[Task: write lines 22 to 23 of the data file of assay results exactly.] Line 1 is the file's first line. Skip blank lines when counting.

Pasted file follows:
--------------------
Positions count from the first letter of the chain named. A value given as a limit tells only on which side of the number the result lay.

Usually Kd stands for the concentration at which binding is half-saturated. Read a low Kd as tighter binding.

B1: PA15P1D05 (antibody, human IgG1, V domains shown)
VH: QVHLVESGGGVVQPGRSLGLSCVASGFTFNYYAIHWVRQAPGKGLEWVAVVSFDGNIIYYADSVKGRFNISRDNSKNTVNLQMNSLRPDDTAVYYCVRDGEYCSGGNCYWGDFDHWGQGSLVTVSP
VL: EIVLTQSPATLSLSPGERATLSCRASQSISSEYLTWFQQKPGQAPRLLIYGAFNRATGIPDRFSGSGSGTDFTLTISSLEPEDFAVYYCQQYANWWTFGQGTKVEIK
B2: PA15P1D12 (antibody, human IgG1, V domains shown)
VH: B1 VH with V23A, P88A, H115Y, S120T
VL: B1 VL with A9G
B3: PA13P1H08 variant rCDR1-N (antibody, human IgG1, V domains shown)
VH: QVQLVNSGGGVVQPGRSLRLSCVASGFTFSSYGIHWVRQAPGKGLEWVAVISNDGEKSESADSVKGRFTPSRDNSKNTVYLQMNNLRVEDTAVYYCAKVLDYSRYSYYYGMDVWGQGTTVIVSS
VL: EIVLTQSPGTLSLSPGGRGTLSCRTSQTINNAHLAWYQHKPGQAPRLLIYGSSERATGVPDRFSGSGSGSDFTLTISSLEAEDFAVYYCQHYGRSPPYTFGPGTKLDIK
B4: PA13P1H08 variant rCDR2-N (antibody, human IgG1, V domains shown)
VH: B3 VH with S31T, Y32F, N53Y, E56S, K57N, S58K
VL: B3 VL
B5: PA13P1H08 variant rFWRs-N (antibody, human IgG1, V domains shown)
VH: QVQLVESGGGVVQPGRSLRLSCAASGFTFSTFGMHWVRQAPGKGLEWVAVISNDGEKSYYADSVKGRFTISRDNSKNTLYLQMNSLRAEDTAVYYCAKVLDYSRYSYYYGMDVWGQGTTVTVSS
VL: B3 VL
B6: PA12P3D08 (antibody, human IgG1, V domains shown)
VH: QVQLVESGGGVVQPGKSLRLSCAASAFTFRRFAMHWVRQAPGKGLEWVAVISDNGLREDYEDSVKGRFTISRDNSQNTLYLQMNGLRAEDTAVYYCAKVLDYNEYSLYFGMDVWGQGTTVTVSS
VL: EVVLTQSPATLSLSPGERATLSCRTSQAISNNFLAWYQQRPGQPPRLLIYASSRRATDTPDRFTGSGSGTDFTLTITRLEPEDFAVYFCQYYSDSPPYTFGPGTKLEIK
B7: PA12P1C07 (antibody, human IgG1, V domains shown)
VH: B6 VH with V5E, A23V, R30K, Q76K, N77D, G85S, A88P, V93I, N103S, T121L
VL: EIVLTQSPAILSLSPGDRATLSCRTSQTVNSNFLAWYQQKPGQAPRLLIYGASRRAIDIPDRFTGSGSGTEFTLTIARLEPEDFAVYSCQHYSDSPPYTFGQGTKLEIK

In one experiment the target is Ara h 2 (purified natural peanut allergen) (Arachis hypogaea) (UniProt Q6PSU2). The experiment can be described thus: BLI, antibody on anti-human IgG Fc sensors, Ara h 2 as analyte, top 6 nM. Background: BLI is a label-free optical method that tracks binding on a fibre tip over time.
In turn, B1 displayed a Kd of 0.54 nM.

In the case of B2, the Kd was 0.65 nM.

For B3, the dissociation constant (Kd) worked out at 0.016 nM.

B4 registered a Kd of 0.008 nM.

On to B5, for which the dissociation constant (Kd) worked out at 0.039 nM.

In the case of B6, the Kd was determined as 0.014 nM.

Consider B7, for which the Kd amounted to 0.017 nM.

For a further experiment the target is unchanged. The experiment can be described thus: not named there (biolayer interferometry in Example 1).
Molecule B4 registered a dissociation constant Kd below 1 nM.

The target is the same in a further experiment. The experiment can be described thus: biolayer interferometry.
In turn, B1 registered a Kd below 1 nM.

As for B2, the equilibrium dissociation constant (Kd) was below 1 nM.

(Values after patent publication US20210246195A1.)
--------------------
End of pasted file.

VH: B6 VH with V5E, A23V, R30K, Q76K, N77D, G85S, A88P, V93I, N103S, T121L
VL: EIVLTQSPAILSLSPGDRATLSCRTSQTVNSNFLAWYQQKPGQAPRLLIYGASRRAIDIPDRFTGSGSGTEFTLTIARLEPEDFAVYSCQHYSDSPPYTFGQGTKLEIK